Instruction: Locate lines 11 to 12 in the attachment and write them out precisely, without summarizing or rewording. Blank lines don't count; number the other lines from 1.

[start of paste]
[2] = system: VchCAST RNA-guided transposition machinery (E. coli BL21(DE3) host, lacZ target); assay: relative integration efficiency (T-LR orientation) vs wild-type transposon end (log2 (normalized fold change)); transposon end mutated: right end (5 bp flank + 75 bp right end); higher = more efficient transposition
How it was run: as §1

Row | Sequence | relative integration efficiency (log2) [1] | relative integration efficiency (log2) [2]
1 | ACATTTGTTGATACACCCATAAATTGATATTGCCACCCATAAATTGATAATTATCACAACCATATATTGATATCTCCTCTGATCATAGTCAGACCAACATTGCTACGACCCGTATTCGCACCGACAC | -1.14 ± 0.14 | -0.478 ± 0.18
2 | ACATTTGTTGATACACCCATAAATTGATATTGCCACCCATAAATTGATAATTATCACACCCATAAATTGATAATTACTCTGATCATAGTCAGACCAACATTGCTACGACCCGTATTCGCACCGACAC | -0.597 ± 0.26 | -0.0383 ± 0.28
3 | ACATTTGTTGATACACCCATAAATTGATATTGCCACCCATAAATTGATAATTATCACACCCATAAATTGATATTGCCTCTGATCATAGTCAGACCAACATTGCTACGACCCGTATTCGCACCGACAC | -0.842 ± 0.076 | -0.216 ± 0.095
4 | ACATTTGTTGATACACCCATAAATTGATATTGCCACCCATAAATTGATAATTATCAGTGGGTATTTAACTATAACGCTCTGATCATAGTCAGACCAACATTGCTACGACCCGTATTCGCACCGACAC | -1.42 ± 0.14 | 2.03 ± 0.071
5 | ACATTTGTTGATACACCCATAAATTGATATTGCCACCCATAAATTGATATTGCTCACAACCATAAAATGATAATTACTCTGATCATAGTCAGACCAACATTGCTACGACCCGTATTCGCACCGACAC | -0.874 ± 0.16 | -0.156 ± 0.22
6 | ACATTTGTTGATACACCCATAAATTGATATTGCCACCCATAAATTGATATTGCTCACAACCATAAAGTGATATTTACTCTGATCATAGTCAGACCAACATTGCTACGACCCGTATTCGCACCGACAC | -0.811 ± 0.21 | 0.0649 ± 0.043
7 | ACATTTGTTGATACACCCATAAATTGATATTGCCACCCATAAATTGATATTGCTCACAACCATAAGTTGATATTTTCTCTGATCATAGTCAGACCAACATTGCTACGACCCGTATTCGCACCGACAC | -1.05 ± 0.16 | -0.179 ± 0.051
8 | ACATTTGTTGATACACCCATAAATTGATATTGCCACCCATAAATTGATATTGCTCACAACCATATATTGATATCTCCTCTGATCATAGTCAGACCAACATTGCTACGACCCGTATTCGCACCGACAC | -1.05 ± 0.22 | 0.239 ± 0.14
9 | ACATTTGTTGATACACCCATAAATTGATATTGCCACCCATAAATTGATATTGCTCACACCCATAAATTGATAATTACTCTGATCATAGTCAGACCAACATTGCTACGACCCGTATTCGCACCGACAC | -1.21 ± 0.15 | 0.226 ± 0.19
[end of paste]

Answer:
8 | ACATTTGTTGATACACCCATAAATTGATATTGCCACCCATAAATTGATATTGCTCACAACCATATATTGATATCTCCTCTGATCATAGTCAGACCAACATTGCTACGACCCGTATTCGCACCGACAC | -1.05 ± 0.22 | 0.239 ± 0.14
9 | ACATTTGTTGATACACCCATAAATTGATATTGCCACCCATAAATTGATATTGCTCACACCCATAAATTGATAATTACTCTGATCATAGTCAGACCAACATTGCTACGACCCGTATTCGCACCGACAC | -1.21 ± 0.15 | 0.226 ± 0.19